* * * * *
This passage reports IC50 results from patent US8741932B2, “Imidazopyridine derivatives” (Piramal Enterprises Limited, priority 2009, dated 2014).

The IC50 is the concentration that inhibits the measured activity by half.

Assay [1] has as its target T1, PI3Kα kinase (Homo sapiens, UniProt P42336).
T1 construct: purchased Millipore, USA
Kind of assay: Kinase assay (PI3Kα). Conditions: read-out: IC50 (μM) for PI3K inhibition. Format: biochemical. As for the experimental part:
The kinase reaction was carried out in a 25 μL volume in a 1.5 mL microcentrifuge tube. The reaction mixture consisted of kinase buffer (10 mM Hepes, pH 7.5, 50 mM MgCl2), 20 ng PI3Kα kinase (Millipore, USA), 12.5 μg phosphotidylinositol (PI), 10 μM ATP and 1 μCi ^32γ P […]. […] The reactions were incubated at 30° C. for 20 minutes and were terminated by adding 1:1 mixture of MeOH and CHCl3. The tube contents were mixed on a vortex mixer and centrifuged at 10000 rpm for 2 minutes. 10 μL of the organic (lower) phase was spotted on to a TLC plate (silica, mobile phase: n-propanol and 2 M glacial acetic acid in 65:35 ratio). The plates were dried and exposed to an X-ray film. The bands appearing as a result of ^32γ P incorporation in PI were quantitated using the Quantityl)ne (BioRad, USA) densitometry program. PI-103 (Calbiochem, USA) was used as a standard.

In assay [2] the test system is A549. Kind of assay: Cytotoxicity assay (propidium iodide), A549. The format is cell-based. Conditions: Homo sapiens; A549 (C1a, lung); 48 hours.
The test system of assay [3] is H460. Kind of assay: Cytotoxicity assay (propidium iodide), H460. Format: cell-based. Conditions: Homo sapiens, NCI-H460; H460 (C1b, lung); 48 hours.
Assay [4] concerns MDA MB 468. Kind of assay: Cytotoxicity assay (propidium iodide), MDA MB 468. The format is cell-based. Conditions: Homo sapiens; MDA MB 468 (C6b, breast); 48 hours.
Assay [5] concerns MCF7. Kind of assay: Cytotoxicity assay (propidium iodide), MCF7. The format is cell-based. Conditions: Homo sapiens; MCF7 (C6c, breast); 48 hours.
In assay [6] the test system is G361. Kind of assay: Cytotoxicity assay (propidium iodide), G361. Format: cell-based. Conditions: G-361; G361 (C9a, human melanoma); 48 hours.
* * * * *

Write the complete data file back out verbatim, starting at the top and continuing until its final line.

This passage reports IC50 results from patent US8741932B2, “Imidazopyridine derivatives” (Piramal Enterprises Limited, priority 2009, dated 2014).

The IC50 is the concentration that inhibits the measured activity by half.

Assay [1] has as its target T1, PI3Kα kinase (Homo sapiens, UniProt P42336).
T1 construct: purchased Millipore, USA
Kind of assay: Kinase assay (PI3Kα). Conditions: read-out: IC50 (μM) for PI3K inhibition. Format: biochemical. As for the experimental part:
The kinase reaction was carried out in a 25 μL volume in a 1.5 mL microcentrifuge tube. The reaction mixture consisted of kinase buffer (10 mM Hepes, pH 7.5, 50 mM MgCl2), 20 ng PI3Kα kinase (Millipore, USA), 12.5 μg phosphotidylinositol (PI), 10 μM ATP and 1 μCi ^32γ P […]. […] The reactions were incubated at 30° C. for 20 minutes and were terminated by adding 1:1 mixture of MeOH and CHCl3. The tube contents were mixed on a vortex mixer and centrifuged at 10000 rpm for 2 minutes. 10 μL of the organic (lower) phase was spotted on to a TLC plate (silica, mobile phase: n-propanol and 2 M glacial acetic acid in 65:35 ratio). The plates were dried and exposed to an X-ray film. The bands appearing as a result of ^32γ P incorporation in PI were quantitated using the Quantityl)ne (BioRad, USA) densitometry program. PI-103 (Calbiochem, USA) was used as a standard.

In assay [2] the test system is A549. Kind of assay: Cytotoxicity assay (propidium iodide), A549. The format is cell-based. Conditions: Homo sapiens; A549 (C1a, lung); 48 hours.
The test system of assay [3] is H460. Kind of assay: Cytotoxicity assay (propidium iodide), H460. Format: cell-based. Conditions: Homo sapiens, NCI-H460; H460 (C1b, lung); 48 hours.
Assay [4] concerns MDA MB 468. Kind of assay: Cytotoxicity assay (propidium iodide), MDA MB 468. The format is cell-based. Conditions: Homo sapiens; MDA MB 468 (C6b, breast); 48 hours.
Assay [5] concerns MCF7. Kind of assay: Cytotoxicity assay (propidium iodide), MCF7. The format is cell-based. Conditions: Homo sapiens; MCF7 (C6c, breast); 48 hours.
In assay [6] the test system is G361. Kind of assay: Cytotoxicity assay (propidium iodide), G361. Format: cell-based. Conditions: G-361; G361 (C9a, human melanoma); 48 hours.